- The fact that income received by either party was previously considered by the court in determining the value of a marital or divisible asset in an equitable distribution of the parties’ marital or divisible property.
In order to determine how much income is available and what the accustomed standard of living of the parties has been, most courts require both parties to submit a financial affidavit to the court, usually on a form required by the particular jurisdiction. In addition, most courts have local rules or Family Court Rules which require parties to provide certain documents to show income. The majority of districts require parties to provide:
- The most recent W-2 or 1099
- Three to five years of income tax returns for the individual and for any business in which a party has a greater than 5% interest
- Three most recent pay stubs
- An employer wage affidavit showing present salary and benefits
It is important to fill out the financial affidavit to show the standard of living on the date of separation as accurately as possible. For the best way to accurately determine financial information, please see our article on “How to fill out a financial affidavit.” Take the time to review your expenses and determine if the amounts are correct. There are some categories which are often under or over stated. Consider trips you have taken in the past 5 years, who actually paid for them? Was part of it a work benefit or award? Did a family member pay? Was it something you and your spouse had saved for for years? Are you still paying for it on a credit card or loan? Are there factors other than your separation which would affect your ability to take a vacation such as a child starting college or a decrease in income? Are there going to be new expenses which will arise due to a change in lifestyle such as a party entering the workforce, or a party needing furniture?
The court when calculating cash flow/expenses of the respective parties then weighs this comprehensive information, reducing it to a monthly flow of financial information, comparing the monthly needs of the parties and any changes that have occurred since date of separation. The basic formula for determining cash flow is income minus expenses, taking into account any assets, which may not be income producing, but will incur a liability to a party nonetheless. This category, like all other categories, is within the discretion of the court to consider all relevant factors. In order to provide a sufficient base in which to determine the actual expenses of a party, you should provide certain documentation including the expenses for the last twelve months. While an alimony award is based on the standard of living of the parties for the last few years of the marriage, it is often not possible to maintain that standard. The more easily verified information you provide the court, the more likely it is that the court will be able to fashion an award of support actually based on the true needs of the parties and the ability of each party to provide income. Some documents you would need to produce in order for the court to craft an appropriate order include:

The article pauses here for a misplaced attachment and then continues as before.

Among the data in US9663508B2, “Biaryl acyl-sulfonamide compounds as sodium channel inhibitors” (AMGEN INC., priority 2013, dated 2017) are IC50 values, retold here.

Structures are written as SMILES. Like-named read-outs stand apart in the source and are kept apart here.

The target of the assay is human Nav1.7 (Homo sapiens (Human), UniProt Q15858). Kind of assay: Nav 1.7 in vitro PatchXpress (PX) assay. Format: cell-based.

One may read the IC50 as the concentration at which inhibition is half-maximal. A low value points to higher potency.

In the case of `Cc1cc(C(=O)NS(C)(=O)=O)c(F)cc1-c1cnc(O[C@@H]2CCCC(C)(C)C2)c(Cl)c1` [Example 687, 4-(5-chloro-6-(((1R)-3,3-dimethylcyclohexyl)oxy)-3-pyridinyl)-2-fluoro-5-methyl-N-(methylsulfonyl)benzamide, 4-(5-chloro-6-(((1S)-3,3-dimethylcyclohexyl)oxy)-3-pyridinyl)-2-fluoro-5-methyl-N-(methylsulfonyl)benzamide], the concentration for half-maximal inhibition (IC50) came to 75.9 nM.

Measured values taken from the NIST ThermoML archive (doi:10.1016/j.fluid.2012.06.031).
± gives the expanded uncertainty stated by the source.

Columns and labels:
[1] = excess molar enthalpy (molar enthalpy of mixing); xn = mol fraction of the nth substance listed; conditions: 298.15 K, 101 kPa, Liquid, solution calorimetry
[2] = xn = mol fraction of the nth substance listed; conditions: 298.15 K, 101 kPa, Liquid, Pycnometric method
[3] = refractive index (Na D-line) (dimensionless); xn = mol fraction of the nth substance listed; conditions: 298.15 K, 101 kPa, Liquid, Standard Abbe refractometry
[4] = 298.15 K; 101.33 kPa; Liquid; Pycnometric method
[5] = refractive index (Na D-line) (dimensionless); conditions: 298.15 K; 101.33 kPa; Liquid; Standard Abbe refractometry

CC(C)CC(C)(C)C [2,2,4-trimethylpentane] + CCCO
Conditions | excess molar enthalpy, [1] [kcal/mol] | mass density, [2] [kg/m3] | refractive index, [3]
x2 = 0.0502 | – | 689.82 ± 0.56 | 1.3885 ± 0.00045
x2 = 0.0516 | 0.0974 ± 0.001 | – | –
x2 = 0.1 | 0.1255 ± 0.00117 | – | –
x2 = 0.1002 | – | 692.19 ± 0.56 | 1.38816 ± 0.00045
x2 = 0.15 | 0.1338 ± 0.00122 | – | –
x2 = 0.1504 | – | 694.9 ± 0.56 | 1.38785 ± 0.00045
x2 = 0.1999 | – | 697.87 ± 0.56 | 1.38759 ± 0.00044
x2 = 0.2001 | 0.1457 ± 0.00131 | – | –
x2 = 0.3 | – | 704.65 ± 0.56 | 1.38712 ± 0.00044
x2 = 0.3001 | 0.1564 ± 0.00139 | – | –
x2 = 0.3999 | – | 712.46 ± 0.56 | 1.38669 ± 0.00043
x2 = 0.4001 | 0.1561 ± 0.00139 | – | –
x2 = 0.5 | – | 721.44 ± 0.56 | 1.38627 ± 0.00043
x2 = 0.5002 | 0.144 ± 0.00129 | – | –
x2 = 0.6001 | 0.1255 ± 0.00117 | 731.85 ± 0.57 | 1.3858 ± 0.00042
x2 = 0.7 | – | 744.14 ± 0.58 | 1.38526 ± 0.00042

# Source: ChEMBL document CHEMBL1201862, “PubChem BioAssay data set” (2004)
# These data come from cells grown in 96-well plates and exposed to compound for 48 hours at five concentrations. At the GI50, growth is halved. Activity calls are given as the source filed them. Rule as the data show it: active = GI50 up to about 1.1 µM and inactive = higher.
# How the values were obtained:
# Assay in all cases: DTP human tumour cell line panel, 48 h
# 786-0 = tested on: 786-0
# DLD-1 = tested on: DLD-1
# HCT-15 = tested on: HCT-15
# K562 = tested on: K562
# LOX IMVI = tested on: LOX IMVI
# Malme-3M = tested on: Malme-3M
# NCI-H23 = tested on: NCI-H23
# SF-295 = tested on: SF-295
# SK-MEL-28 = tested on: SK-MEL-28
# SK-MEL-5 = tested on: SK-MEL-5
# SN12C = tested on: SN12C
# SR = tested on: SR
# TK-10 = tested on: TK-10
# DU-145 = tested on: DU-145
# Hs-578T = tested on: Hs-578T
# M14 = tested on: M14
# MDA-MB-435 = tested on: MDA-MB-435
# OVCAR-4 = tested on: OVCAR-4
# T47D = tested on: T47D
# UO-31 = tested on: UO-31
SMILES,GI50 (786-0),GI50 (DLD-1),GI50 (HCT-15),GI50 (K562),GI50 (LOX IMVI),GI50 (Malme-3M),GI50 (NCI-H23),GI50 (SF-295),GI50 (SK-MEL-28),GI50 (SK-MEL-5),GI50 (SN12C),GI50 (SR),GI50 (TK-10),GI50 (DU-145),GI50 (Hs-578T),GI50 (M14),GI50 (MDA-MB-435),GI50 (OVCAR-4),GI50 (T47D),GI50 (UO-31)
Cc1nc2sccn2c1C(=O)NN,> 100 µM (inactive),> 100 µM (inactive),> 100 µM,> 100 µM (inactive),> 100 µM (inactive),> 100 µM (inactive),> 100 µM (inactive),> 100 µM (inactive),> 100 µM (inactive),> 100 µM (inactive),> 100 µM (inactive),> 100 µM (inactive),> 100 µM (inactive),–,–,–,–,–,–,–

- The standard during the last year of the marriage, based on actual receipts.
- The expenses as of the date you will proceed to court, based on actual after separation expenses and;
- A good faith estimate on projected expenses (for instance the party is staying with parents until there is a certainty as to the amount of alimony to be awarded, or until the house sells, or some other factor).
Parties should be as realistic and complete as possible. If you are too extreme in setting expenses, the court will tend to disbelieve the entire affidavit. While most people live a bit beyond their means, a disproportionately large budget not supported by either an explanation or a correspondingly large amount of debt is suspect.
HOW MUCH IS “TOO MUCH?”
Prior to the 1995 law there was no provision about the discretion of the court although case law supported that the amount of alimony was within the discretion of the judge. The 1995 amendments codified judicial discretion and now provide that “the court shall exercise its discretion in determining the amount, duration, and manner of payment of alimony.” N.C. Gen Stat. § 50-16.3A(b).
Relevant Case Law
One case prior to the 1995 statute and still good law found it was improper for the trial court in a divorce case to order the husband to make such excessive alimony and child support payments that the husband would be unable to meet his own necessary expenses, would exhaust his entire income, and would be forced to invade his accumulated capital in order to make payments. Beall v. Beall, 290 N.C. 669, 228 S.E.2d 407 (1976).
It is very difficult to have an award of alimony successfully appealed on the amount of support awarded as the standard is “abuse of discretion” which means that if there is any evidence on which the court could have based it’s award, the award will most probably be allowed because the judge, as the trier of fact was much more able to observe the clients and listen to the evidence than an appellate court could. For this reason, it is important to provide the court with as much objective information as possible. While alimony is to be based on need, not fault, the factors the court is to consider will necessarily place information before the court which may color its judgment. It is not possible for any person, judge or not, to be totally objective in any ruling in family court. For this reason, settling a matter before it gets to court is often a good idea. It is important to remember that the payor spouse will probably undervalue the monthly needs of the other party and the receiving spouse will probably overvalue and pad that party’s expenses. The correct amount or duration of support is generally between the two extremes presented.